Camaraderie in Cornhuskin'
Cornhuskin’ is a Meredith tradition that is meant to promote unity among the classes. With many events to participate in that require weeks of preparation, Cornhuskin’ week aims to provide students with several opportunities to meet new classmates and strengthen relationships. While some students may find the unity of Cornhuskin’ accessible, other students say they do not feel a sense of camaraderie surrounding Cornhuskin’ week. This year was many students’ first time experiencing Cornhuskin’ in person.
For Megan Burkoski, ‘23, this year was her second in-person Cornhuskin’. She thinks that this tradition is “an extremely interesting experience” that allows students to meet new peers and build friendships. She said, “I think activities like skit, Tall Tale or even Hog Callin’” are some of the events that spark camaraderie because “[they] require girls to put their full trust in those who are speaking.”
When asked if there was any particular aspect of Cornhuskin’ that she felt lowered camaraderie, Burkoski said that “it is not [her] place to ‘diss’ Cornhuskin’ or encourage anyone not to participate.” However, Burkoski did say that participating in Cornhuskin’ “is not an easy task” and that she believes most people who participated would say the dances were the hardest but that of course “depends on how you go into these events.”
Liz Sharpe, ‘23, was a spectator during Cornhuskin’ this year, and she says she does not view any Cornhuskin’ events as sparking camaraderie. She said, “With the limited amount of participation I had this year, I wouldn’t say that [Cornhuskin’] influenced my trust and friendship with my classmates a whole lot...I feel pretty much the same as I did before Corn this year.”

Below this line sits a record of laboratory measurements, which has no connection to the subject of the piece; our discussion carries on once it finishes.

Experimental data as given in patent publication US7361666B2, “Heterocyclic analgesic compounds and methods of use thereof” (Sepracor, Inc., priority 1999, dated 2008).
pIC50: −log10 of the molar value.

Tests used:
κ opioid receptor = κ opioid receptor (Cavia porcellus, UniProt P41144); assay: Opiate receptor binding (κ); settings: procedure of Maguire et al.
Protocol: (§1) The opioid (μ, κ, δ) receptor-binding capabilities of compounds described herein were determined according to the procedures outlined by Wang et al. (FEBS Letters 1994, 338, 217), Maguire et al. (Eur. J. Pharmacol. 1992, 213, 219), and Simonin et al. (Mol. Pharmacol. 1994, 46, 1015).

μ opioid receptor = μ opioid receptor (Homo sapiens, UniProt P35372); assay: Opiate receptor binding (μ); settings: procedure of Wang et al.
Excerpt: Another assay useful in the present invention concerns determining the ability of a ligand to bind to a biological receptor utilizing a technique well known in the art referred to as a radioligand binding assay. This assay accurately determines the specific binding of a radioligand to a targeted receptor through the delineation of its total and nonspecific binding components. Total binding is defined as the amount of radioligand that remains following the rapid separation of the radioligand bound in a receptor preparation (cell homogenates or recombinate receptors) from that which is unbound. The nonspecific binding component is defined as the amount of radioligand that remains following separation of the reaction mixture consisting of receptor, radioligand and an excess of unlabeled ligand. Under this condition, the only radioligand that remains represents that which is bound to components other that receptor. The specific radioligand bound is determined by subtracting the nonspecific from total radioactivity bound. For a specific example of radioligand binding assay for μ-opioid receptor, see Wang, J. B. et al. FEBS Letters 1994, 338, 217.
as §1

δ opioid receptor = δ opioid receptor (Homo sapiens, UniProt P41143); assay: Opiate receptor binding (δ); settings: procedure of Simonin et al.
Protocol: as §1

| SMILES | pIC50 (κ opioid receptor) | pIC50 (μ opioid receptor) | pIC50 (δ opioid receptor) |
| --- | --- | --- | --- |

Sharpe stated that she was shocked when she heard about the amount of disagreements that happened during Cornhuskin’ practices this year. “From what I observed, trying to plan, choreograph and teach dances to other class members can be difficult...the fighting I heard about definitely didn’t help camaraderie, and if anything, [it] likely drove people apart,” she explained.
This year, Burkoski was involved in a few activities, including dances and the skit. Burkoski was excited to participate because “Zoom Cornhuskin’ was not as accessible or [as] announced as it should have been.” There was a shared “joy that we all [got] to be together [this year],” she said. Burkoski enjoys the social aspect Cornhuskin’ has to offer each year, particularly as a break from her other commitments like “work, school [and] athletics.”
For students who do not know what to expect with Cornhuskin’, Burkoski recommended they “come with an open mind” even if they are just going to observe. Burkoski recognized the struggles her class faced as freshmen and said that “this year is [their] first real year [when they] know what is going on.” For those who did not participate in Cornhuskin’s main event, she said they were able to build camaraderie in a multitude of other ways, such as the Corn After Party, bonfire and hall raids. Even without active participation, Burkoski pointed out that students were able to dress up, get a few Corn-themed treats and celebrate with friends and classmates who were participating. Burkoski said, “I will never endorse people skipping Cornhuskin’ if they have never tried [it].”
On the other hand, Sharpe stated, “Corn as a whole has never been something I have been interested in, so my opinions might not have the best background to back them up.” She thinks that the fact there are students who are not involved in Cornhuskin’ at all “might be more indicative of what Corn actually does for ‘unity’ or ‘camaraderie.’”
By Shae-Lynn Henderson, Staff Writer